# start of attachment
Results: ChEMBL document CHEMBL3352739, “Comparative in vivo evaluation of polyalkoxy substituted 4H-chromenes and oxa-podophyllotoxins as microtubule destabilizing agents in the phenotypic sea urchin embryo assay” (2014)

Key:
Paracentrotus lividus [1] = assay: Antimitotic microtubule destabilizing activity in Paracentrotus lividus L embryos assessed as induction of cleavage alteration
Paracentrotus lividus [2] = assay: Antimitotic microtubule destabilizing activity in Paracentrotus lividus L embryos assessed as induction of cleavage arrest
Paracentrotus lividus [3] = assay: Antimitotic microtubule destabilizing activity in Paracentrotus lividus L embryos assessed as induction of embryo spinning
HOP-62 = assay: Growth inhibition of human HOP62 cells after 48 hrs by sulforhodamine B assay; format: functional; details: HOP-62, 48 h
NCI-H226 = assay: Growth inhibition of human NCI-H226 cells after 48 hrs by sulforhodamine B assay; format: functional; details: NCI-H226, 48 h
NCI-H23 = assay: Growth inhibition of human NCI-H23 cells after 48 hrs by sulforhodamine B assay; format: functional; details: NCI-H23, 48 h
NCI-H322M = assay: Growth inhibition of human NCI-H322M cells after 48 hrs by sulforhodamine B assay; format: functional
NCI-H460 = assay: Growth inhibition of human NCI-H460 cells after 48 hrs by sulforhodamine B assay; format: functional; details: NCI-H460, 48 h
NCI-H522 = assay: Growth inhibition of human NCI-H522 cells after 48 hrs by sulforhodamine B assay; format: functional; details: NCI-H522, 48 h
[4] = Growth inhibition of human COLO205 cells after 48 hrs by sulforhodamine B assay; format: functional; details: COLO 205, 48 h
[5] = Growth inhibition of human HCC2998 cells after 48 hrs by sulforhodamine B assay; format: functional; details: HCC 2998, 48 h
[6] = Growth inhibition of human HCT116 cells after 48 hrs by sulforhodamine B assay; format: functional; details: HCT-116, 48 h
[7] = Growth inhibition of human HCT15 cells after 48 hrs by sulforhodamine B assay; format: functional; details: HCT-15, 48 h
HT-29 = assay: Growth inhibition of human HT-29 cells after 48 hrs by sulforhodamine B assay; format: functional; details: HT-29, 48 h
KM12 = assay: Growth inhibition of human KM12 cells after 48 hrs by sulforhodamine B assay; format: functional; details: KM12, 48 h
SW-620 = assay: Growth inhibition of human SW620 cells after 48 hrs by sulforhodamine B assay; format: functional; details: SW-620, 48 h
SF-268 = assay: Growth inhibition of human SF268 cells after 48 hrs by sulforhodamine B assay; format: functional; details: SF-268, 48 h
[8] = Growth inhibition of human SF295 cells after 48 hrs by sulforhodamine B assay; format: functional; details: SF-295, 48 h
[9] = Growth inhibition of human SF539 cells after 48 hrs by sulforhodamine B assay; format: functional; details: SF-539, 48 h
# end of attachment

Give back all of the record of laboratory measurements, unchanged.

Results: ChEMBL document CHEMBL3352739, “Comparative in vivo evaluation of polyalkoxy substituted 4H-chromenes and oxa-podophyllotoxins as microtubule destabilizing agents in the phenotypic sea urchin embryo assay” (2014)

Key:
Paracentrotus lividus [1] = assay: Antimitotic microtubule destabilizing activity in Paracentrotus lividus L embryos assessed as induction of cleavage alteration
Paracentrotus lividus [2] = assay: Antimitotic microtubule destabilizing activity in Paracentrotus lividus L embryos assessed as induction of cleavage arrest
Paracentrotus lividus [3] = assay: Antimitotic microtubule destabilizing activity in Paracentrotus lividus L embryos assessed as induction of embryo spinning
HOP-62 = assay: Growth inhibition of human HOP62 cells after 48 hrs by sulforhodamine B assay; format: functional; details: HOP-62, 48 h
NCI-H226 = assay: Growth inhibition of human NCI-H226 cells after 48 hrs by sulforhodamine B assay; format: functional; details: NCI-H226, 48 h
NCI-H23 = assay: Growth inhibition of human NCI-H23 cells after 48 hrs by sulforhodamine B assay; format: functional; details: NCI-H23, 48 h
NCI-H322M = assay: Growth inhibition of human NCI-H322M cells after 48 hrs by sulforhodamine B assay; format: functional
NCI-H460 = assay: Growth inhibition of human NCI-H460 cells after 48 hrs by sulforhodamine B assay; format: functional; details: NCI-H460, 48 h
NCI-H522 = assay: Growth inhibition of human NCI-H522 cells after 48 hrs by sulforhodamine B assay; format: functional; details: NCI-H522, 48 h
[4] = Growth inhibition of human COLO205 cells after 48 hrs by sulforhodamine B assay; format: functional; details: COLO 205, 48 h
[5] = Growth inhibition of human HCC2998 cells after 48 hrs by sulforhodamine B assay; format: functional; details: HCC 2998, 48 h
[6] = Growth inhibition of human HCT116 cells after 48 hrs by sulforhodamine B assay; format: functional; details: HCT-116, 48 h
[7] = Growth inhibition of human HCT15 cells after 48 hrs by sulforhodamine B assay; format: functional; details: HCT-15, 48 h
HT-29 = assay: Growth inhibition of human HT-29 cells after 48 hrs by sulforhodamine B assay; format: functional; details: HT-29, 48 h
KM12 = assay: Growth inhibition of human KM12 cells after 48 hrs by sulforhodamine B assay; format: functional; details: KM12, 48 h
SW-620 = assay: Growth inhibition of human SW620 cells after 48 hrs by sulforhodamine B assay; format: functional; details: SW-620, 48 h
SF-268 = assay: Growth inhibition of human SF268 cells after 48 hrs by sulforhodamine B assay; format: functional; details: SF-268, 48 h
[8] = Growth inhibition of human SF295 cells after 48 hrs by sulforhodamine B assay; format: functional; details: SF-295, 48 h
[9] = Growth inhibition of human SF539 cells after 48 hrs by sulforhodamine B assay; format: functional; details: SF-539, 48 h